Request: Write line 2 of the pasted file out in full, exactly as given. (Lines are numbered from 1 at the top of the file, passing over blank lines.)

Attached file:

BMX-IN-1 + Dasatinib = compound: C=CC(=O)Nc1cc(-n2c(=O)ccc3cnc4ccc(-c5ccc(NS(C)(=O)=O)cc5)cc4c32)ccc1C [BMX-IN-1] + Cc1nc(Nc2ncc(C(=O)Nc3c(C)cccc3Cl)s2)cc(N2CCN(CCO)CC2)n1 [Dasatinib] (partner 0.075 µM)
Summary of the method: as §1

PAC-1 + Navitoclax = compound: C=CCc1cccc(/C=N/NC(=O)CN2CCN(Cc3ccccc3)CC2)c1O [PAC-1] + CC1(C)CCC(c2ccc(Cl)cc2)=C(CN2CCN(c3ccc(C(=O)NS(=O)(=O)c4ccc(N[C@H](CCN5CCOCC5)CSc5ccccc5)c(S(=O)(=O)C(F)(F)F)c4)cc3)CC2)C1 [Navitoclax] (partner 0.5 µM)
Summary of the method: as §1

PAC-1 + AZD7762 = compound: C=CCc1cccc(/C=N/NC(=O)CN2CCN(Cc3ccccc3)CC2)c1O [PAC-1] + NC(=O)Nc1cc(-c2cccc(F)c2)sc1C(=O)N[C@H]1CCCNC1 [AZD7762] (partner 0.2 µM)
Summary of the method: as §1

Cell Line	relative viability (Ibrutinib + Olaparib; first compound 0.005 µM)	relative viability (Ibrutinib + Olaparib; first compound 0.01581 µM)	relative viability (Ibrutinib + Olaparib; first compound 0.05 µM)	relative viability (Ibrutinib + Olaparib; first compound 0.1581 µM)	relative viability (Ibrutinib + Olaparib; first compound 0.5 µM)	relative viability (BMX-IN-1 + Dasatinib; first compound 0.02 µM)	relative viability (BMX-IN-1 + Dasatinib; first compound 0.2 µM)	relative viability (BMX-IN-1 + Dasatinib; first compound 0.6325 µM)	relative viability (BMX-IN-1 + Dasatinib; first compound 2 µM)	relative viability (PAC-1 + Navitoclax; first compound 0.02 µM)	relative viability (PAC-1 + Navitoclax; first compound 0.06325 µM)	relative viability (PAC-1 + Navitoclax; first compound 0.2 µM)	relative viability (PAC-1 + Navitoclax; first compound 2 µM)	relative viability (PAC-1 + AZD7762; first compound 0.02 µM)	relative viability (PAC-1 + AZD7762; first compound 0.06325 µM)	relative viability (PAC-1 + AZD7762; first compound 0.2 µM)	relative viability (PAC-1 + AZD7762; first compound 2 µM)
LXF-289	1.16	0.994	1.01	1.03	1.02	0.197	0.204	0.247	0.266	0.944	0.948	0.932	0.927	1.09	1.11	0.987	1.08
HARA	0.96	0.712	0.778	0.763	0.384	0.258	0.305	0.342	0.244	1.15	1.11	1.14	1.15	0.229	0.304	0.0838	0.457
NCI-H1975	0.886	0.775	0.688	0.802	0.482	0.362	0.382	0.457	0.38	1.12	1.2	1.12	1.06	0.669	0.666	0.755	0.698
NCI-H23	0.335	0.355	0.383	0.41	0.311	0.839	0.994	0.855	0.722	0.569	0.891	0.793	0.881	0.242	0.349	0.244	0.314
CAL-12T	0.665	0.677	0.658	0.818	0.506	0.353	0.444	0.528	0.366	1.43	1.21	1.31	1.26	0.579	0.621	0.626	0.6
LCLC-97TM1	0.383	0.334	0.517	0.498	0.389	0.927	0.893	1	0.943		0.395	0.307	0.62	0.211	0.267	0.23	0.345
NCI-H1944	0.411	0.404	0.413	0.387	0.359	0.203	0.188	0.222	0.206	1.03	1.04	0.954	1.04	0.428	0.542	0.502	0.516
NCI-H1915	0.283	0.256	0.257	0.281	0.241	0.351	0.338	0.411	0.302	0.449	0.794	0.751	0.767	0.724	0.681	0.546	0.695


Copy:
Summary of the method: as §1